Understudy OnDec 21, 2022
My college buddy Tony Crane recently made his Broadway debut, and I was so very fortunate to be in attendance to witness this extraordinary and well-earned career achievement.
I just happened to be in the right place at the right time. I was in NY for less than 24 hours for a work trip, and my visit fortunately coincided with this particular performance. But for Tony’s sake, this is not a “right place at the right time” tale. This is a story of hard work, talent, preparation, resilience, and a genuine love and passion for one’s craft. This is a life-long journey not for the faint of heart. This is years and years of preparation, rehearsals, and discipline all coming to fruition on stage at the historic Helen Hayes Theater, under the bright lights of Broadway.
Tony is a wonderful, gifted, and successful actor who has stayed committed and true to his work as an artist for over 35 years. Since we graduated college in the early ‘90s, his trust in the process hasn’t wavered, which is not an easy task in an industry full of setbacks, challenges, and constant rejection. This is one of the many reasons why witnessing this career moment - this Broadway debut - was so encouraging and inspiring on so many levels.
This career milestone is even more profound when you take into account that Tony accepted this role with zero guarantees he would ever step on stage for a real performance in front of a real audience. How, you might ask, does that work? Who would accept that role? What kind of strange deal is this? Well, the theater is a unique and strange industry, full of hold-ons, almosts, maybes, and mights. Simply put, there are no guarantees in this industry, especially if the role you accepted is as an understudy.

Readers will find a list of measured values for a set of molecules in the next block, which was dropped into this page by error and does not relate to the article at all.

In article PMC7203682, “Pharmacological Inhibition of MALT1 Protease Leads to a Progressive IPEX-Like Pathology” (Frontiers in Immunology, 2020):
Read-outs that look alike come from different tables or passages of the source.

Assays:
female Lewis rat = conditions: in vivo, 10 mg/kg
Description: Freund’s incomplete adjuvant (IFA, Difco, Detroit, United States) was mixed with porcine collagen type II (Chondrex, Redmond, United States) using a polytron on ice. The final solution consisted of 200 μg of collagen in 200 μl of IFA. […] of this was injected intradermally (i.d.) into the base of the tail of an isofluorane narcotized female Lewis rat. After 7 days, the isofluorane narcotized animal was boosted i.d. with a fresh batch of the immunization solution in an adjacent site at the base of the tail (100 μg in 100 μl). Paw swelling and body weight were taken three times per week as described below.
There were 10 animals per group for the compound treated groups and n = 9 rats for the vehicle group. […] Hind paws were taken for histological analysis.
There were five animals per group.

The name itself says it all. The understudy must study under the main actors. The understudy must know every line, every movement, and every action of the role - or roles - they are supporting. The understudy must stay in the wings, behind the curtain, ready and willing to step in when called upon. The understudy must be prepared every performance, every night, ready and on call to take the stage…with no guarantee of ever actually performing the role. Think about that. How many of us can honestly say we would commit so much time and effort to something that may never even come to fruition?
When I think about it this way, I’m truly in awe of the preparation, the discipline, the humility, and the mindset of an understudy. As leaders, coaches, and educators, we can all learn from this approach. We must be ready and always prepared. We must honor and respect the other roles around us. We must provide whatever is necessary for the company, staff, team, cast to succeed.
We must know our role and do all of this with the understanding, the humility, the awareness, and the preparation that our names may not always be called, and things may not always go our way.
Thankfully, for this production, Tony’s name was called, and things went his way. He got the word that he was going on, and when the curtain rose, the understudy was no longer back-stage, waiting in the wings. The years of hard work, rehearsals, preparation, rejection, success, respect for the process, and a genuine love and passion for the craft…was on full display. On this unforgettable night, for this magnificent performance, at the historic Helen Hayes Theater on Broadway, J. Anthony Crane took center stage…and he was on!
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